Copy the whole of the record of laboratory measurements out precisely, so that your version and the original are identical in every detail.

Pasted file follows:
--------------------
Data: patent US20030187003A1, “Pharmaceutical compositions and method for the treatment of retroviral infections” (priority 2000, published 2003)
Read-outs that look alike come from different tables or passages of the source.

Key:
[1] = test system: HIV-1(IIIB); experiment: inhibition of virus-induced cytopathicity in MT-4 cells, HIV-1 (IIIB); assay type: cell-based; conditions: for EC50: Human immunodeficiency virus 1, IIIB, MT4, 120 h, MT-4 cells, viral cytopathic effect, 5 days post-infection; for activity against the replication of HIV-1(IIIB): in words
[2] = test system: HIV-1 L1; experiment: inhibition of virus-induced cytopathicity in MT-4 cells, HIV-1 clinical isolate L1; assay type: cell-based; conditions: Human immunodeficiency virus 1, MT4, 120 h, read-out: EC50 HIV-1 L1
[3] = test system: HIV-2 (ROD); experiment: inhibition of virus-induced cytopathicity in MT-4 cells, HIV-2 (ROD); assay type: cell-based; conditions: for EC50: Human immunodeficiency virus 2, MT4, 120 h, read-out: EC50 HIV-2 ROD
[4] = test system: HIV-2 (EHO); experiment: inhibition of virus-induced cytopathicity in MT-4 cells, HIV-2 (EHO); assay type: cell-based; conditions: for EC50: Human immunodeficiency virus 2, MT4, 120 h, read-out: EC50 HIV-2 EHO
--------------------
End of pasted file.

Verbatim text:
Data: patent US20030187003A1, “Pharmaceutical compositions and method for the treatment of retroviral infections” (priority 2000, published 2003)
Read-outs that look alike come from different tables or passages of the source.

Key:
[1] = test system: HIV-1(IIIB); experiment: inhibition of virus-induced cytopathicity in MT-4 cells, HIV-1 (IIIB); assay type: cell-based; conditions: for EC50: Human immunodeficiency virus 1, IIIB, MT4, 120 h, MT-4 cells, viral cytopathic effect, 5 days post-infection; for activity against the replication of HIV-1(IIIB): in words
[2] = test system: HIV-1 L1; experiment: inhibition of virus-induced cytopathicity in MT-4 cells, HIV-1 clinical isolate L1; assay type: cell-based; conditions: Human immunodeficiency virus 1, MT4, 120 h, read-out: EC50 HIV-1 L1
[3] = test system: HIV-2 (ROD); experiment: inhibition of virus-induced cytopathicity in MT-4 cells, HIV-2 (ROD); assay type: cell-based; conditions: for EC50: Human immunodeficiency virus 2, MT4, 120 h, read-out: EC50 HIV-2 ROD
[4] = test system: HIV-2 (EHO); experiment: inhibition of virus-induced cytopathicity in MT-4 cells, HIV-2 (EHO); assay type: cell-based; conditions: for EC50: Human immunodeficiency virus 2, MT4, 120 h, read-out: EC50 HIV-2 EHO